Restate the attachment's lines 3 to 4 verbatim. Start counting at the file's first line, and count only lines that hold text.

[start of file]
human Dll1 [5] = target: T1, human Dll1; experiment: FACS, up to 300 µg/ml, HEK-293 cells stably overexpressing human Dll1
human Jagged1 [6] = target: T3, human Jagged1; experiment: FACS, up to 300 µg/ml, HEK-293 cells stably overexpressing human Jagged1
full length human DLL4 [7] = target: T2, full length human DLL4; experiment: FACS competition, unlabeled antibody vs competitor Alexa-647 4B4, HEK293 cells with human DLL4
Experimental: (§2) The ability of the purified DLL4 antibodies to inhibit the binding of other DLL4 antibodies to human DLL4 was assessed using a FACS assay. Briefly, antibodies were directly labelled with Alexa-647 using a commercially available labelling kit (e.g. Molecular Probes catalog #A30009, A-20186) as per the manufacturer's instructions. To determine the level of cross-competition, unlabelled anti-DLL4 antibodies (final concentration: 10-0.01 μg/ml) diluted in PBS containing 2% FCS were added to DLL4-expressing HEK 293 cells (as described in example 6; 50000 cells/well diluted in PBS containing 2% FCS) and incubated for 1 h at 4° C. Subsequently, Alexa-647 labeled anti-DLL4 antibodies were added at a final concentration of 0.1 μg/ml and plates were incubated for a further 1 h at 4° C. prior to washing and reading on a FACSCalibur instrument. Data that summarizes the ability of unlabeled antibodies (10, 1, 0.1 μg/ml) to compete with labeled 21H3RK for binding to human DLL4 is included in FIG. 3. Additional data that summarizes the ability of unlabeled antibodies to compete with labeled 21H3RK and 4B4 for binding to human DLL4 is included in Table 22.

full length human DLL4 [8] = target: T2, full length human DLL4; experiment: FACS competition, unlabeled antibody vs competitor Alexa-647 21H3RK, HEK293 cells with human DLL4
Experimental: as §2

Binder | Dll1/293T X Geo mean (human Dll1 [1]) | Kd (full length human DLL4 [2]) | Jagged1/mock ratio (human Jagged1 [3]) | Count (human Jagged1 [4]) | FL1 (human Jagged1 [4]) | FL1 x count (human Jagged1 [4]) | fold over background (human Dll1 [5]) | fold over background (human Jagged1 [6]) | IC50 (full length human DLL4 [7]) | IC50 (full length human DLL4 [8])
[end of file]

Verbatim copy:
full length human DLL4 [7] = target: T2, full length human DLL4; experiment: FACS competition, unlabeled antibody vs competitor Alexa-647 4B4, HEK293 cells with human DLL4
Experimental: (§2) The ability of the purified DLL4 antibodies to inhibit the binding of other DLL4 antibodies to human DLL4 was assessed using a FACS assay. Briefly, antibodies were directly labelled with Alexa-647 using a commercially available labelling kit (e.g. Molecular Probes catalog #A30009, A-20186) as per the manufacturer's instructions. To determine the level of cross-competition, unlabelled anti-DLL4 antibodies (final concentration: 10-0.01 μg/ml) diluted in PBS containing 2% FCS were added to DLL4-expressing HEK 293 cells (as described in example 6; 50000 cells/well diluted in PBS containing 2% FCS) and incubated for 1 h at 4° C. Subsequently, Alexa-647 labeled anti-DLL4 antibodies were added at a final concentration of 0.1 μg/ml and plates were incubated for a further 1 h at 4° C. prior to washing and reading on a FACSCalibur instrument. Data that summarizes the ability of unlabeled antibodies (10, 1, 0.1 μg/ml) to compete with labeled 21H3RK for binding to human DLL4 is included in FIG. 3. Additional data that summarizes the ability of unlabeled antibodies to compete with labeled 21H3RK and 4B4 for binding to human DLL4 is included in Table 22.